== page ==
Out of interest, is it anything like Graticciaia?
Out of interest, is it anything like Graticciaia?
Sounds great! We’re planning a Lapin à la moutarde on the bank holiday Monday - clearly a weekend for our furry friends. The wine sounds right up my street too!
Friday night brought these wines.
The champagne was the apéritif. First course was smoked salmon with dill and mustard sauce helped down by a Lustau Fino sherry. Main course with the CNDP was pieces of loin of venison served with a cream and Dijon mustard sauce and spring vegetables. The wine was ok but no more than that - 1st of 6 bottles and I will ensure early consumption of the rest. The cheese enjoyed the claret and the dessert (pic follows) loved the Ch. Cantegril.
Tonight we’re having this:-
I have to admit that I owe @Freddy a slight apology. The nose is wonderful, by now all petrol and beeswax, the attack was glorious, but I felt the acid was way too high.
However, as my other half just pointed out, I’ve had acid reflux all week due to the antibiotics I’ve been taking, and to her the acid was both in perfect balance and absolutely perfect for the seafood risotto with langoustines and scallops we had. So that’s me told!
Looking forward to bin #005 now.
Hmm, interesting question.
Certainly suggestions of it, in terms of figgy richness that you would associate with appassimento wines, but the fruits here are more sour red plums and purple figs rather than the prunes and sun-roasted fruits I’d associate with Puglia.
It’s really the distinctive Nero d’Avola chocolate notes that I love, and if you’re a Gratticaia fan, I could see you really enjoying this. Rather bizarrely, the acidity and spice of this is reminding me of a youngish Musar more than anything. Certainly a surprise to me, and I’ll definitely age more Nero d’Avola in the future.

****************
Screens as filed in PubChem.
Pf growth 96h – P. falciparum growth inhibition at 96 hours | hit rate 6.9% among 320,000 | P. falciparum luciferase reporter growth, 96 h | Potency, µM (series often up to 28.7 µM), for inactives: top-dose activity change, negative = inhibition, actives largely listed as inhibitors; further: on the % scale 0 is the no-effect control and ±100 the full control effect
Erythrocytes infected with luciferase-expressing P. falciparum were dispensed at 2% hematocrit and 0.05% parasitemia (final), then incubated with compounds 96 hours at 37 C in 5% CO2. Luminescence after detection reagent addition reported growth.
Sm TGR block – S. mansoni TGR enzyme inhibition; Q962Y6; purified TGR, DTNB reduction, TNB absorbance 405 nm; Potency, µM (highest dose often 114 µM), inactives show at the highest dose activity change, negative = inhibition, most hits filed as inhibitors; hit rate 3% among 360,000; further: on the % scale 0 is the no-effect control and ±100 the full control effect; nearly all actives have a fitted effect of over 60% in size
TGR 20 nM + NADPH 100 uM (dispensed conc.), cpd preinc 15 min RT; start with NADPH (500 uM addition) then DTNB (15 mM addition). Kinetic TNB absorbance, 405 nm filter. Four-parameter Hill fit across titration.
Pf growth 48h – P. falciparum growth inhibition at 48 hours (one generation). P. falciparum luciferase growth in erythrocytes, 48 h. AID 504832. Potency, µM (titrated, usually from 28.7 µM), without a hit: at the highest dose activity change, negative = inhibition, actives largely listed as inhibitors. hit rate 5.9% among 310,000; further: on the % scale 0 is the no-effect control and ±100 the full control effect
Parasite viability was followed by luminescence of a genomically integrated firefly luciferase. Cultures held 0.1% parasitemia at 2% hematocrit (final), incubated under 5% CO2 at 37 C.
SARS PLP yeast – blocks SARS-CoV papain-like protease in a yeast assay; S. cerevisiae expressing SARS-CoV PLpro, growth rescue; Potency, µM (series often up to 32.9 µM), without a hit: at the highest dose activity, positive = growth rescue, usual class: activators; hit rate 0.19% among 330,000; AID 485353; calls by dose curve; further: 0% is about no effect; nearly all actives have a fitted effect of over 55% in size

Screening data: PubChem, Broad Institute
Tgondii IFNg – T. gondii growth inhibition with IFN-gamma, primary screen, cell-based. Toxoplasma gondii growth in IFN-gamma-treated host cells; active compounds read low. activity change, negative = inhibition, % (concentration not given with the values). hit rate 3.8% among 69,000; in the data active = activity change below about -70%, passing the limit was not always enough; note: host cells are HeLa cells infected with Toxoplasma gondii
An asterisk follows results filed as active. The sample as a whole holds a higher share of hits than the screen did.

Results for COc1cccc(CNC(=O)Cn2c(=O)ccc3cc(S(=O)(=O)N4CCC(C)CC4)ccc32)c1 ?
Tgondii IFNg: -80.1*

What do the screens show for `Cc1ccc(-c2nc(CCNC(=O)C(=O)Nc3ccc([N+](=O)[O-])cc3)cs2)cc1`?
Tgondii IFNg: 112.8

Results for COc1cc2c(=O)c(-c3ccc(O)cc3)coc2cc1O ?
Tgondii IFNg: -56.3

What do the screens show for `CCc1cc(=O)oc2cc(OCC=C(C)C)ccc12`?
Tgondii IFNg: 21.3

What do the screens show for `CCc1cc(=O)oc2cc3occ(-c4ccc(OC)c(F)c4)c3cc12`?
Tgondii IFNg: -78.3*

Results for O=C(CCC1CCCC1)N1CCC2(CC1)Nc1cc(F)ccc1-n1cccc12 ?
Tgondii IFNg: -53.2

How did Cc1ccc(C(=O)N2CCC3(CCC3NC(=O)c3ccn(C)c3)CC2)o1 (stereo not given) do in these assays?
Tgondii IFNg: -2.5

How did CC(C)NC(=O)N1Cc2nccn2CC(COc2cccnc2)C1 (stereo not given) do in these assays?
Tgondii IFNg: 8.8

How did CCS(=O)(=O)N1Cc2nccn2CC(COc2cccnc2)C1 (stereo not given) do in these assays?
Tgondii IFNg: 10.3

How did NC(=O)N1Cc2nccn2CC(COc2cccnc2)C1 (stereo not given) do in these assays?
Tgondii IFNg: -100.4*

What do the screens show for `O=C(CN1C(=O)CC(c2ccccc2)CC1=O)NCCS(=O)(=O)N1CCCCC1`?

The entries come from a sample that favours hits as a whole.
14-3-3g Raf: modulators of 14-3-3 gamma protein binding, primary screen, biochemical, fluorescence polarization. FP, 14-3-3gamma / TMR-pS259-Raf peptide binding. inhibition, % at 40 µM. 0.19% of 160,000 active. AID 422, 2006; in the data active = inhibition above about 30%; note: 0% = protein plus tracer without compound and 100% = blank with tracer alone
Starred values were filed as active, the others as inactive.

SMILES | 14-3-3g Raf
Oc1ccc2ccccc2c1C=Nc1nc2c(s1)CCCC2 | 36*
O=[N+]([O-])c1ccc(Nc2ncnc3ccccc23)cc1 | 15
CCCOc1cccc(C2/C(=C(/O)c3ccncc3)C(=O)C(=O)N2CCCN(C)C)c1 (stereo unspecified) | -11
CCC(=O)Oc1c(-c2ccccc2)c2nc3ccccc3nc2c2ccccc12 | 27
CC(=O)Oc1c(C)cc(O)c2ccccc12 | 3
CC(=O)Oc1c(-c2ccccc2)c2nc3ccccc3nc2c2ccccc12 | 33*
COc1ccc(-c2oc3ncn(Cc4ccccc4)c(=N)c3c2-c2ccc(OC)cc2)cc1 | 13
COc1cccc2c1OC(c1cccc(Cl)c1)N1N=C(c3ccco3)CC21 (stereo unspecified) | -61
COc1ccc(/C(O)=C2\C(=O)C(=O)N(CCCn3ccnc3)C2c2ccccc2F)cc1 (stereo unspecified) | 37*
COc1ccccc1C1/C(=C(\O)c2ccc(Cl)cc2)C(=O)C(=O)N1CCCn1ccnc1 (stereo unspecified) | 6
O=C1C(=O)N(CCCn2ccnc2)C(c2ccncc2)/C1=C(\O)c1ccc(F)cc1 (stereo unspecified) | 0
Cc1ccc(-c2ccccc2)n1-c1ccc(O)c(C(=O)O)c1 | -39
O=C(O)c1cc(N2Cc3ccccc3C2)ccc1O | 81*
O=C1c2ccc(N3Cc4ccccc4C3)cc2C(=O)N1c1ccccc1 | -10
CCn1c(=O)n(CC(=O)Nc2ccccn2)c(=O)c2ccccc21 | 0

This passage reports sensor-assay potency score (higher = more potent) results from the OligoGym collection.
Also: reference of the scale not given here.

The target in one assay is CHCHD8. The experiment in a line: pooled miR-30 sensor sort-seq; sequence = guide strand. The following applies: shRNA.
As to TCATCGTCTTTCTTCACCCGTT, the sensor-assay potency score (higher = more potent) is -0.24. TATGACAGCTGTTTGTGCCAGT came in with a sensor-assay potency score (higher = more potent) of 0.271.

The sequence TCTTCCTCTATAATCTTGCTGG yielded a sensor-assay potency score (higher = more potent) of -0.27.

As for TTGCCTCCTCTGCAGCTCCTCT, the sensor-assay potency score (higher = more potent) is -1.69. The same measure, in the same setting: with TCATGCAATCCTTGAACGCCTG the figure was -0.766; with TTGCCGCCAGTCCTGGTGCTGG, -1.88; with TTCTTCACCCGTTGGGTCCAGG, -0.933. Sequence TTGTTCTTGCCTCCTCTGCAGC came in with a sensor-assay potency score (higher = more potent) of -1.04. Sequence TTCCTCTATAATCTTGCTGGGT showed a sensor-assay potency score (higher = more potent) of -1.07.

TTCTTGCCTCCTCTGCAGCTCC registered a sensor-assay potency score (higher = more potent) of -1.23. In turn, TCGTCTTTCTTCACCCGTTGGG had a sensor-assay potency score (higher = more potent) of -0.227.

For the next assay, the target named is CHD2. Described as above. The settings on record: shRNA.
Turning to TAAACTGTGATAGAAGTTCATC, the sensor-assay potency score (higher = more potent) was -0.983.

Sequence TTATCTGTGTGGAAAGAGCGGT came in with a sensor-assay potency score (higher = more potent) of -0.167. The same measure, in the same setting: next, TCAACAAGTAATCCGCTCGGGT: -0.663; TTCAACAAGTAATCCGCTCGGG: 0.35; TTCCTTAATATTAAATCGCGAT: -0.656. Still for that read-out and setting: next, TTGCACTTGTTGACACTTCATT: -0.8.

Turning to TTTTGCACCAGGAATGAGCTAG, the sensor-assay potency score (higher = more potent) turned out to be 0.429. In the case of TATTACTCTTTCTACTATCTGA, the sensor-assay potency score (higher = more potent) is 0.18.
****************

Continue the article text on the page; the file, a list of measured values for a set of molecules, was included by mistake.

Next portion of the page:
Ditto and I cant wait to drink the '08 which for my palate is probably a good time to start. '76RD…wow ! You are incredibly fortunate. The base '18 in the NV will be amazing, agreed - everyone is telling me '18 is the next great vintage in Champagne. I had the pleasure of drinking my last 2 bottles of the '02RD with some friends a few days before lockdown and I have to say they were absolutely perfect. Delightful in fact.
Hat tip to @Inbar for the heads up about the new Lidl Summer Range (shame they forgot to tell the weather up here!). Had this one tonight with foil parcels of haddock in cream curry sauce with herbs, basmati rice and fine beans.
Very good indeed, punching above its price. Slightly saline in a good way, oak very restrained, initially slightly sweet on the mouth, but then the tingling acidity comes through. Went really well with this lightly spiced food. Tried a glass of the Zind Humbrecht Gewurz from last night but it was too big for the subtlety of this dish.
Looking forward to my only 2011 of this, after your note